I don’t know about you, but that seems like a lot of concentration to me. So let’s talk about conscious and desired concentration. The kind of concentration needed to design software, or build a model rocket, or paint, or write. This is where a goal is important. I’m not talking about some five year goal or even a daily goal. I’m talking about a goal to finish that small feature requiring a new class and a few method in your source code or that small page and a half each day that will eventually add up to a complete book. These are the goals that lead to intense concentration abilities. And I do mean intense. Working with your mind can be just as exhausting as physical labor. And just like you can improve your physical stamina with regular exercise or activity, you can also improve your ability to concentrate.

It takes effort and a desire the be better than a goldfish. I’m going to skip the sponsor slot today so you can better appreciate one of the biggest losses of concentration. I’m talking about interruptions.

It’s funny but as I’m writing this, my wife just started telling me about something outside and I quickly replied that I’m concentrating and went back to writing this episode. In case you didn’t realize it, I do write out each episode ahead of time and I’ve gotten good at recording the episodes without making it seem like I’m reading.

A good way to improve your concentration is to set goals for yourself that slowly require more time to complete. Use a real timer for this just like how you might set an alarm clock to wake up in the morning. Trust the timer and resist the urge to constantly check the time. Maybe you can even turn the clock display off for your computer, remove your watch, and put your phone out of reach. I don’t even wear a watch anymore.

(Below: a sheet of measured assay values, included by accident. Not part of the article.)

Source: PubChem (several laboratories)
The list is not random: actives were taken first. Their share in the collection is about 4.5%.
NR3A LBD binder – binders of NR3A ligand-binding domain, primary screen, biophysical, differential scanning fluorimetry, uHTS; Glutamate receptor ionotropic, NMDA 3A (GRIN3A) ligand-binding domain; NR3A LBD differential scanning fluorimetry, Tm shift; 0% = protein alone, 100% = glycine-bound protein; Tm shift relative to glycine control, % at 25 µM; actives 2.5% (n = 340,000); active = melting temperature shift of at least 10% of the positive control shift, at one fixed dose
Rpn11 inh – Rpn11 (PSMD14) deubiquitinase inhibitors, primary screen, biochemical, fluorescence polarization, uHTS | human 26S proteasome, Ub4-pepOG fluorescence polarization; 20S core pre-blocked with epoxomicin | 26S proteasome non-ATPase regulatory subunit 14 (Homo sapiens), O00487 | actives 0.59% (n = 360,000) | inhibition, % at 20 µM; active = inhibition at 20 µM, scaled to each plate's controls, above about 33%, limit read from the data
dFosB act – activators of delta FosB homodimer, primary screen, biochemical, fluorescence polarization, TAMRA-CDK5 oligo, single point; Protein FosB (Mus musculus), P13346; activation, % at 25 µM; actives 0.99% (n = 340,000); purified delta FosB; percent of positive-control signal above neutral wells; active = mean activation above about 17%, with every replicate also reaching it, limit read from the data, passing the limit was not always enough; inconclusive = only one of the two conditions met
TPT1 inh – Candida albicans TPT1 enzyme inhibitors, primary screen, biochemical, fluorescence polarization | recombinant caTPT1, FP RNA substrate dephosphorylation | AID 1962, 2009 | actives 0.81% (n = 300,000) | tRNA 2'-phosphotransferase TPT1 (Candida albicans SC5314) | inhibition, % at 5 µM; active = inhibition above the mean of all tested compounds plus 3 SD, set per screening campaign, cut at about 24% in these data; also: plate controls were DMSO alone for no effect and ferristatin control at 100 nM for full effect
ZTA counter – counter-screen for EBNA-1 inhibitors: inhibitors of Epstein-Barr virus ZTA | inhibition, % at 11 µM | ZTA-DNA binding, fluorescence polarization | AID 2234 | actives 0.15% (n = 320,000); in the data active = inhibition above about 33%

Then when the timer goes off, take a break. Keep the break short but long enough that your mind can relax a bit. Tell yourself that all those other things can wait until your break.

And definitely remove any other forms of distraction. Do you have popups enabled on your computer? Do you get a little distraction for every email, every text message, every new friend request? Turn these things off the next time you use your computer or the next time you use your phone. Not now. But at the next opportunity. This goes back to the idea of a break. When you’re concentrating, guard your focus. The other stuff can wait.

I listen a lot to other podcasts and one of my favorite is Entrepreneur On Fire by John Lee Dumas and he likes to mention that the word focus stands for “follow one course until success”. This is usually used to describe a longer goal but you can use it for your moments of intense concentration too.

Remember your goal, trust your timer, remove unnecessary distractions, make progress, take a break, and repeat.

I think I’ll need to continue this topic again next week. There’s still more I can explain. But I’ll end by describing one of the original goals of this entire podcast. I want to produce short and focused episodes that you can relate to that will help you learn how to program. I keep the length of each episode as short as possible. That’s because I’m trying to stay within your attention span, but it’s also because I’m trying to stay within my attention span. You see, when I read to you what I’ve written, it might take me 8 minutes, or 12. But it takes me at least an hour to write 10 minutes of audio.

In order for you to become an effective and professional computer programmer, you’re going to need to build up your attention span to a full hour or more. It takes practice but do you really want to compete with fish?